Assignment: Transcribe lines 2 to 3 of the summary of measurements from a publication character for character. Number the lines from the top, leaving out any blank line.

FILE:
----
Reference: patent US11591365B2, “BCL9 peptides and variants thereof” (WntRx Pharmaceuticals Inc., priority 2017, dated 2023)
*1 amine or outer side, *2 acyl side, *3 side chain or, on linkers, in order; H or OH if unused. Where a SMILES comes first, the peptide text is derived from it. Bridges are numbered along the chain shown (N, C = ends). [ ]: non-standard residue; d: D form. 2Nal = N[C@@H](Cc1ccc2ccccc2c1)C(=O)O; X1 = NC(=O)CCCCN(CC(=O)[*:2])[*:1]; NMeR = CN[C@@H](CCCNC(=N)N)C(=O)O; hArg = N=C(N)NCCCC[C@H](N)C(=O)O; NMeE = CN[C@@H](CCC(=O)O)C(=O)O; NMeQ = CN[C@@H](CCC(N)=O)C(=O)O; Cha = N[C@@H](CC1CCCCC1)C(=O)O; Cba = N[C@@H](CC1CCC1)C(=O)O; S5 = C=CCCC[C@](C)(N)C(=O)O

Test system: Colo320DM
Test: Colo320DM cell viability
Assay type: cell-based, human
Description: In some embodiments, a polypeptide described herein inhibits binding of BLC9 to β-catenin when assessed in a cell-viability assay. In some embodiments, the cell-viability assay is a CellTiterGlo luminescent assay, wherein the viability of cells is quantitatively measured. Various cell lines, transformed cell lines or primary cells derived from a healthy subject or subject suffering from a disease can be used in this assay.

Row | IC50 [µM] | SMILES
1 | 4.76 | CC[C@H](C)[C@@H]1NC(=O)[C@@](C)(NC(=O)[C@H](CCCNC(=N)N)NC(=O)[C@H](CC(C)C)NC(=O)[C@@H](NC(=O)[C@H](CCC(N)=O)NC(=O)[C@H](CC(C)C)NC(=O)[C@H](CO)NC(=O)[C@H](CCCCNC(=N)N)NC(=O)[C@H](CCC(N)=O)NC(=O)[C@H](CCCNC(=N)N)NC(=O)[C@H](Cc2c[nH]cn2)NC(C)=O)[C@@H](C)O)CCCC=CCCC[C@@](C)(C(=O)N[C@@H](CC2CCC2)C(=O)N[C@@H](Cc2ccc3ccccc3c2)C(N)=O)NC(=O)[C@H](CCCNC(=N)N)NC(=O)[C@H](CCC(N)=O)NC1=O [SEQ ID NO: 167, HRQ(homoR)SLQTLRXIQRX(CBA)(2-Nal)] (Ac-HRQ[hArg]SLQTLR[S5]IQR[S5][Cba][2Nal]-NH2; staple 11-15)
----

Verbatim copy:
*1 amine or outer side, *2 acyl side, *3 side chain or, on linkers, in order; H or OH if unused. Where a SMILES comes first, the peptide text is derived from it. Bridges are numbered along the chain shown (N, C = ends). [ ]: non-standard residue; d: D form. 2Nal = N[C@@H](Cc1ccc2ccccc2c1)C(=O)O; X1 = NC(=O)CCCCN(CC(=O)[*:2])[*:1]; NMeR = CN[C@@H](CCCNC(=N)N)C(=O)O; hArg = N=C(N)NCCCC[C@H](N)C(=O)O; NMeE = CN[C@@H](CCC(=O)O)C(=O)O; NMeQ = CN[C@@H](CCC(N)=O)C(=O)O; Cha = N[C@@H](CC1CCCCC1)C(=O)O; Cba = N[C@@H](CC1CCC1)C(=O)O; S5 = C=CCCC[C@](C)(N)C(=O)O

Test system: Colo320DM